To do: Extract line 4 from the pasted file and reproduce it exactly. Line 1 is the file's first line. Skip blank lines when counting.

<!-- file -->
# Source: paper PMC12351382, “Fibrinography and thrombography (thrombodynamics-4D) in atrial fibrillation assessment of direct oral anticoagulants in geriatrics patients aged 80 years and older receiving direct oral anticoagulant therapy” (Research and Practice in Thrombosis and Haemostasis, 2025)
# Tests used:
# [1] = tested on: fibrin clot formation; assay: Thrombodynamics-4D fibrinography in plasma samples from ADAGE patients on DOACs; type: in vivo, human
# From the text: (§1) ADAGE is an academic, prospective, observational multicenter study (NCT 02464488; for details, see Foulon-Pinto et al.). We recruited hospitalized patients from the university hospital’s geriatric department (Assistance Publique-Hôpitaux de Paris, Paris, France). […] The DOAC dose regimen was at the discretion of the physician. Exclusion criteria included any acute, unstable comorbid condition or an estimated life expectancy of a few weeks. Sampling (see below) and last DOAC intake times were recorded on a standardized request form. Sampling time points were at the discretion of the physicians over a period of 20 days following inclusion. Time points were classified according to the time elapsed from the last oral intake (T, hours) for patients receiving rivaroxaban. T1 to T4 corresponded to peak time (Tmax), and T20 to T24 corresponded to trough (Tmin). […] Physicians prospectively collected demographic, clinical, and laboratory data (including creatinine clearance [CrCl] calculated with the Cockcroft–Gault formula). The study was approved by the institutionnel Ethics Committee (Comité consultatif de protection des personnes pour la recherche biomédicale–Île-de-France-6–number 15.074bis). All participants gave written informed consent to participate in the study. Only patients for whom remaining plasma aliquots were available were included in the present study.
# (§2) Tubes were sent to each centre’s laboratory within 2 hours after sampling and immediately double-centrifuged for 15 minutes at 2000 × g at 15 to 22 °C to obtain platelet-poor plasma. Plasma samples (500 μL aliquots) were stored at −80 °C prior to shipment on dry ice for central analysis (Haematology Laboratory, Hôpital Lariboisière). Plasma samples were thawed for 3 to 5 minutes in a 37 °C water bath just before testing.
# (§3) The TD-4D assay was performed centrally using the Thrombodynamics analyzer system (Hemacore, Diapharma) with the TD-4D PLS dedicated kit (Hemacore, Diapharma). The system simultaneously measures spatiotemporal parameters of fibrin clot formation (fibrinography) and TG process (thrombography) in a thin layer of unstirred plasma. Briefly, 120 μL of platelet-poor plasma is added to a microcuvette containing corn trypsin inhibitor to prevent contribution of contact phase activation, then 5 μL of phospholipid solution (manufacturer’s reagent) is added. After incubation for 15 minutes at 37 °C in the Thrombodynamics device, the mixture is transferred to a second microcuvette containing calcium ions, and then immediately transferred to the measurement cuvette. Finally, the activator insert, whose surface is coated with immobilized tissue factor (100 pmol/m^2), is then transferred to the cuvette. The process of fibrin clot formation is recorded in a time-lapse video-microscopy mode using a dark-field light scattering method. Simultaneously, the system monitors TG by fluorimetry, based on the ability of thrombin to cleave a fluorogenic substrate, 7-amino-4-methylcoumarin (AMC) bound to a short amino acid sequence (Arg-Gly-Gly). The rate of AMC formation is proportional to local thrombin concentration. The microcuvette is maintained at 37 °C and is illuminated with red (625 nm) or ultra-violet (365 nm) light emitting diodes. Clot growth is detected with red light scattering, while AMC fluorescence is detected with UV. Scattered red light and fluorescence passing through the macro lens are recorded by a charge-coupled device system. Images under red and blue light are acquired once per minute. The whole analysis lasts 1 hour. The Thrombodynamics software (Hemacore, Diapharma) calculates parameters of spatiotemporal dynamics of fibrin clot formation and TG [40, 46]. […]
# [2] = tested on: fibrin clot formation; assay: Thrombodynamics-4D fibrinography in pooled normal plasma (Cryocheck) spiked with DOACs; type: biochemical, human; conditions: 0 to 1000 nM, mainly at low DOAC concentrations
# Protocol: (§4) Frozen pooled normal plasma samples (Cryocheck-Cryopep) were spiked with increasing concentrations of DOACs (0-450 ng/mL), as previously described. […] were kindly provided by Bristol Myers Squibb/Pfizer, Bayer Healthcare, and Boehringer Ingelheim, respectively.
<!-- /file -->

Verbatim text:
# From the text: (§1) ADAGE is an academic, prospective, observational multicenter study (NCT 02464488; for details, see Foulon-Pinto et al.). We recruited hospitalized patients from the university hospital’s geriatric department (Assistance Publique-Hôpitaux de Paris, Paris, France). […] The DOAC dose regimen was at the discretion of the physician. Exclusion criteria included any acute, unstable comorbid condition or an estimated life expectancy of a few weeks. Sampling (see below) and last DOAC intake times were recorded on a standardized request form. Sampling time points were at the discretion of the physicians over a period of 20 days following inclusion. Time points were classified according to the time elapsed from the last oral intake (T, hours) for patients receiving rivaroxaban. T1 to T4 corresponded to peak time (Tmax), and T20 to T24 corresponded to trough (Tmin). […] Physicians prospectively collected demographic, clinical, and laboratory data (including creatinine clearance [CrCl] calculated with the Cockcroft–Gault formula). The study was approved by the institutionnel Ethics Committee (Comité consultatif de protection des personnes pour la recherche biomédicale–Île-de-France-6–number 15.074bis). All participants gave written informed consent to participate in the study. Only patients for whom remaining plasma aliquots were available were included in the present study.